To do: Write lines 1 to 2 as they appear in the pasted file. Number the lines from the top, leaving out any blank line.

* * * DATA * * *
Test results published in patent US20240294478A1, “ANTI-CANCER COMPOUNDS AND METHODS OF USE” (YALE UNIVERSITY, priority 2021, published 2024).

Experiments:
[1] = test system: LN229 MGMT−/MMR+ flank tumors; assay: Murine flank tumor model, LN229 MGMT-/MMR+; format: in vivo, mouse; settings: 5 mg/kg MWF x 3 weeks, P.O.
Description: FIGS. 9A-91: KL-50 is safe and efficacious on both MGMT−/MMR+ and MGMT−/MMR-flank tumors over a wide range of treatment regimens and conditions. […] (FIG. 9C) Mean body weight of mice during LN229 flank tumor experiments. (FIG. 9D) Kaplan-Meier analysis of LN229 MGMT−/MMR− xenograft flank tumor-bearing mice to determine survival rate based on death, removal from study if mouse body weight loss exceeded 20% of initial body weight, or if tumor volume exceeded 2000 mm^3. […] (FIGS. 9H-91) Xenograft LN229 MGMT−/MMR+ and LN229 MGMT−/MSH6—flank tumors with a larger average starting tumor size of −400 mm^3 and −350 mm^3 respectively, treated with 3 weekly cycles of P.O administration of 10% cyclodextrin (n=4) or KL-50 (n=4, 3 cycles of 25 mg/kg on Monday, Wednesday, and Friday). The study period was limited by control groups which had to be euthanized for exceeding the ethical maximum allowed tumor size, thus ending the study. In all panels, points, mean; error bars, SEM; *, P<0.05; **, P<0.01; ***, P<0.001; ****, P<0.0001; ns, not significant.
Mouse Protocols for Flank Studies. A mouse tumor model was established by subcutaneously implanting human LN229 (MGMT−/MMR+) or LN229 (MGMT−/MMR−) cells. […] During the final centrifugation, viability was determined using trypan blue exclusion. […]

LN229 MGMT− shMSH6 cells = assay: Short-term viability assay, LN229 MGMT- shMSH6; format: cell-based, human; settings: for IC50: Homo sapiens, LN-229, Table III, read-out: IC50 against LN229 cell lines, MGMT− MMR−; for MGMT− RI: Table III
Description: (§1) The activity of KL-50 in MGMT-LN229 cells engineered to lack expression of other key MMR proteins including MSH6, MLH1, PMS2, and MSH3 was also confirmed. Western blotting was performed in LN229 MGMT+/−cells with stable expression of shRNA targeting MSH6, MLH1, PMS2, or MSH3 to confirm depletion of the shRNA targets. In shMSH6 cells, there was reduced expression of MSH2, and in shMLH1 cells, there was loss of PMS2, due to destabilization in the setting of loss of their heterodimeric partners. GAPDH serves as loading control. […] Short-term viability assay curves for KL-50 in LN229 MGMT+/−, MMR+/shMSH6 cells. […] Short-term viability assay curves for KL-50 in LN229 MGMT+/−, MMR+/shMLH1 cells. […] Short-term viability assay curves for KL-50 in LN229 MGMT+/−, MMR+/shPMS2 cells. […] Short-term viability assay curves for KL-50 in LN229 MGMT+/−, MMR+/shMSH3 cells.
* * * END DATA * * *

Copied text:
Test results published in patent US20240294478A1, “ANTI-CANCER COMPOUNDS AND METHODS OF USE” (YALE UNIVERSITY, priority 2021, published 2024).

Experiments: